Efforts to find records of ancestors believed to have been enslaved require thorough preparation before beginning research prior to 1865. The 1870 federal population census schedules, the first on which the former slave is listed by name, must be studied carefully for other individuals of that surname who may be possible family members and potential former owners. Even if one knows that an ancestor was born during slavery, one must study all subsequent census schedules carefully and systematically from the latest available (currently 1940) backwards.
Births, deaths, and marriages should be searched for all known and suspected family members. Co-habitation records not only indicate the number of years a couple have lived together as husband and wife but also confirm the family tradition that the ancestor “was born in slavery.” The family researcher should look for other county records such as deeds, estates, and tax lists; cemetery records; Bible records; and church records. Freedmen’s Bureau, Freedman’s Savings and Trust Company records, and WPA slave narratives may also prove useful.
Slaves were enumerated on all federal census records, 1790—1860, but not by name. From the 1870 census, the researcher should proceed backwards to the 1860 and 1850 separate slave schedules which list, under the name of the owner, each slave by sex, specific age, and color only; no slave names are given. The genealogist will be looking for a male or female (and his or her family if appropriate), who is 10 and 20 years younger than the individual(s) identified on the 1870 census schedule. 1790, 1800, and 1810 census schedules indicate only the total number of slaves while 1820, 1830, and 1840 schedules list them by sex and age range. These data present possible former slave owners, for it is the records of the slave owners that must be searched and analyzed for information about slaves before 1865. The researcher will need to learn as much as possible about the owner and his family: his wife and in-laws, his children and whom each married, even the church he attended. One could acquire slaves through purchase, inheritance, marriage, and natural increase (children, grandchildren, etc., of slaves acquired earlier).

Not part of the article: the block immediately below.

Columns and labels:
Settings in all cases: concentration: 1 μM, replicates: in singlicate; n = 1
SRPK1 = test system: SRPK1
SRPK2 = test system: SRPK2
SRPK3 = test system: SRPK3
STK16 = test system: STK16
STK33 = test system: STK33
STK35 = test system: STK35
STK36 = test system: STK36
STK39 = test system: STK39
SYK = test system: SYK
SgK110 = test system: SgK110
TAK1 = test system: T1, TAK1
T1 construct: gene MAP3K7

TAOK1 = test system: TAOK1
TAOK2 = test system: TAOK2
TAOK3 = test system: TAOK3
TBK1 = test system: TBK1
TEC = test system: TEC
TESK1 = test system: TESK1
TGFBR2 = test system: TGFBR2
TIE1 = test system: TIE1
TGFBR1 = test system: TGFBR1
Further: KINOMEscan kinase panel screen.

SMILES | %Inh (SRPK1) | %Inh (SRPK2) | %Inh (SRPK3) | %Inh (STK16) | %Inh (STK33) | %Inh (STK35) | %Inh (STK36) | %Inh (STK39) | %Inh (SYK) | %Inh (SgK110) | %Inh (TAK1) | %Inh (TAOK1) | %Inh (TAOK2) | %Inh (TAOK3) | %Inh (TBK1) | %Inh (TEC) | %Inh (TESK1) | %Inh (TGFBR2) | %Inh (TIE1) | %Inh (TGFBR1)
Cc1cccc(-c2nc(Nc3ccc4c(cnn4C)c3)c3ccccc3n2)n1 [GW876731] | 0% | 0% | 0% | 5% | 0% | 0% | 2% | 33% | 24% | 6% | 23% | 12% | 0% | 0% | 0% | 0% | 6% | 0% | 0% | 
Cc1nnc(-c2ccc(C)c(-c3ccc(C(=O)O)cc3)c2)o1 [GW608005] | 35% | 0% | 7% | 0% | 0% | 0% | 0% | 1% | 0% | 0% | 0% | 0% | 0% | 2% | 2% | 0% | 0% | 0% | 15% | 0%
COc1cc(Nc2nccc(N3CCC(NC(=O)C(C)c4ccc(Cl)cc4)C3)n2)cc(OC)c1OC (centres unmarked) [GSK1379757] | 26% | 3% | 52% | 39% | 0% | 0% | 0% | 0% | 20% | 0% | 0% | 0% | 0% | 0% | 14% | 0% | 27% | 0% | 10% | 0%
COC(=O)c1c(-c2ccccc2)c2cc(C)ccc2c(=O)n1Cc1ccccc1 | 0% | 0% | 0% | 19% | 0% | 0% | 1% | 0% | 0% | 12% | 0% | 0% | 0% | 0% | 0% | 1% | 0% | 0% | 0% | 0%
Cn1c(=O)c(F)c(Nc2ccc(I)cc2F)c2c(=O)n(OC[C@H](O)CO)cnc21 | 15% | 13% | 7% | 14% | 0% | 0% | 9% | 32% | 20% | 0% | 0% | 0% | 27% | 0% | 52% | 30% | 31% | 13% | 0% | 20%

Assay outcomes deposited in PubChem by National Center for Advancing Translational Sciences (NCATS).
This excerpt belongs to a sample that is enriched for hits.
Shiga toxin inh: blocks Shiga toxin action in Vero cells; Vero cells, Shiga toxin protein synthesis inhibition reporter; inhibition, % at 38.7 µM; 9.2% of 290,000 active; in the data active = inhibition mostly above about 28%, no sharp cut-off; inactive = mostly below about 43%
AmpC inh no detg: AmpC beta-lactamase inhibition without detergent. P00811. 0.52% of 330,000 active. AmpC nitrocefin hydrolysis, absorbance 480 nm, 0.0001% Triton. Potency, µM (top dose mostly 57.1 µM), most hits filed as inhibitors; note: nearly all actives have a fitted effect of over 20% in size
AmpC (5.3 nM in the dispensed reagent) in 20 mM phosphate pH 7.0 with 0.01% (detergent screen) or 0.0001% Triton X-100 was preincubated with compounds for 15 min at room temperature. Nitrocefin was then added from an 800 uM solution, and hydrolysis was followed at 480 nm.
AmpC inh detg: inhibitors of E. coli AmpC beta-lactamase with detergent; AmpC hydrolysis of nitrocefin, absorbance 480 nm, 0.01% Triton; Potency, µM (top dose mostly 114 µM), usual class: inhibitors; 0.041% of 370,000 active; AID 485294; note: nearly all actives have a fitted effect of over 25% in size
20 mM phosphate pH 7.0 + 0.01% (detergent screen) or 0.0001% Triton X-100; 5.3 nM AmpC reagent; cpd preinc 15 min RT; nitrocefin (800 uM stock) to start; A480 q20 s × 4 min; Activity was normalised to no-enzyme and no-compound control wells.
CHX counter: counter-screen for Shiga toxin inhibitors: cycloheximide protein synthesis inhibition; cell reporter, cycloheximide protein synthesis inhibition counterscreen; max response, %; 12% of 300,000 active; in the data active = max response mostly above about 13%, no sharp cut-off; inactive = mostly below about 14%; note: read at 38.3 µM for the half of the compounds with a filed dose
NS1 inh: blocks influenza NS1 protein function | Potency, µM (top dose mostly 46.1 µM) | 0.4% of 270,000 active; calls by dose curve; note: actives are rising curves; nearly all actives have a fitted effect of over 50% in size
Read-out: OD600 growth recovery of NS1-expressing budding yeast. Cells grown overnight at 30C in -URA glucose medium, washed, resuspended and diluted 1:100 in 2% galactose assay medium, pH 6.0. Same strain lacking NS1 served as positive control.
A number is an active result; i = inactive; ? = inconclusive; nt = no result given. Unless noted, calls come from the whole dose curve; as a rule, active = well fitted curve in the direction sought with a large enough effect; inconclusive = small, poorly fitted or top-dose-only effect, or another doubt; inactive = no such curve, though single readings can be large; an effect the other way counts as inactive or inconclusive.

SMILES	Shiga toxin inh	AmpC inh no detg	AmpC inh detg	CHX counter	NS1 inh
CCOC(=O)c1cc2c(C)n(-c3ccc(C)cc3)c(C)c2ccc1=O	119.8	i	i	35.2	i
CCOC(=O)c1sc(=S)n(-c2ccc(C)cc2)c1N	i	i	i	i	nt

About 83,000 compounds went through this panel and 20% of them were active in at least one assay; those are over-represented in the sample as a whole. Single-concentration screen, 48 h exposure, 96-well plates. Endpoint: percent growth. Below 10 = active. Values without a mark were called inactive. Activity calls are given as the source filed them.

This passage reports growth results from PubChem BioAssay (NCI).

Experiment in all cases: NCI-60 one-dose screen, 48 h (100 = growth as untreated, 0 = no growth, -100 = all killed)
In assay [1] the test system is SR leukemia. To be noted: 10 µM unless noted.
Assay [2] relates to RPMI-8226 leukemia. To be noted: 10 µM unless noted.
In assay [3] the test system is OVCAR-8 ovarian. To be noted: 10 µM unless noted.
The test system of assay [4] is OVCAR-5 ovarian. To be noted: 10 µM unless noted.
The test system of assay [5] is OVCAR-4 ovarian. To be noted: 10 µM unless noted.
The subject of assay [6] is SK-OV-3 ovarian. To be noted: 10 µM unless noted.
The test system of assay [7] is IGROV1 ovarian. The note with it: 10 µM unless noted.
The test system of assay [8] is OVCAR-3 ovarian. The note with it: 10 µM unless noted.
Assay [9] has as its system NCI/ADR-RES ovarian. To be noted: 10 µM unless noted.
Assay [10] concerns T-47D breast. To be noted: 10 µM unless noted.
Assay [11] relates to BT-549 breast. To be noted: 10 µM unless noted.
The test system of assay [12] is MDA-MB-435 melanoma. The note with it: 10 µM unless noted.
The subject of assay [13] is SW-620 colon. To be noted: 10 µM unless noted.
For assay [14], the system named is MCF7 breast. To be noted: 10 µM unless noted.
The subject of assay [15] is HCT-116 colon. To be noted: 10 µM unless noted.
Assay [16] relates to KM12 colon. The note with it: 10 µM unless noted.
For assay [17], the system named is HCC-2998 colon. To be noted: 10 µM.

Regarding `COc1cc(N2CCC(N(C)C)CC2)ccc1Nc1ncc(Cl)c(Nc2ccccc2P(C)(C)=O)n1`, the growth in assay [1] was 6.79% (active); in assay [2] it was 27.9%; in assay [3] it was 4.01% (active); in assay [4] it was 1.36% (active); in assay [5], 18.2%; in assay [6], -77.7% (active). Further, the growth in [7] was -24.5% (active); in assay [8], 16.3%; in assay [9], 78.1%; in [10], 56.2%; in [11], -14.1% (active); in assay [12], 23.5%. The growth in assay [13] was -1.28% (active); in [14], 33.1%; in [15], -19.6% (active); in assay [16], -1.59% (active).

Records of ownership can be found in public records. Public records are those created by the owner as required by local, state, and national governments. Local records, i.e., the county records in North Carolina, are the most fruitful for genealogists. These are the records of marriages of owners, deeds of gift or deeds of trust of slaves, purchase or sale of slaves, transfers of land among family members, wills and/or settlements and divisions of real and personal property at the death of a person, lists of taxable property, and records of actions in the local county courts.
The miscellaneous records of some North Carolina counties include some slave records. William L. Byrd III and John H. Smith have transcribed these records for a number of counties in the series North Carolina Slaves and Free Persons of Color, published by Heritage Books. Most of this state’s county records are housed in the State Archives of North Carolina. Guide to County Records in the North Carolina State Archives (12th rev. ed., Raleigh: Office of Archives and History, 2009) lists for each county those records, original and microfilmed, which are available in the Archives Search Room. An earlier edition of this guide is downloadable at http://archives.ncdcr.gov/FindingAids/co_guide.pdf. Preliminary Guide to Records Relating to African Americans in the North Carolina State Archives (Archives Information Circular No. 17) is available as a PDF file on the Archives website at http://archives.ncdcr.gov/FindingAids/Circulars/AIC17.pdf.
These records are those kept by the owner or owners (family Bibles recording births and deaths, business ledgers, contracts, leases, and other records relating to the health and work of their slaves). Since these are personal records kept by the owner for his own use, they may be difficult to find. Those that have survived may still be in the possession of the family, in a manuscript collection, or in an archives. Guide to Private Manuscript Collections in the North Carolina State Archives, edited by Barbara T. Cain, Ellen Z. McGrew, and Charles E. Morris (3rd ed., Raleigh: North Carolina Division of Archives and History, 1981) is a guide to collections of private papers deposited there. The Southern Historical Collection at UNC-Chapel Hill and Perkins Library at Duke University also have outstanding manuscript collections. Records of white churches, generally held in their respective church repositories, are another category of private record which should be sought, as slaves were often members of the local white churches or were permitted to worship at their owner’s churches.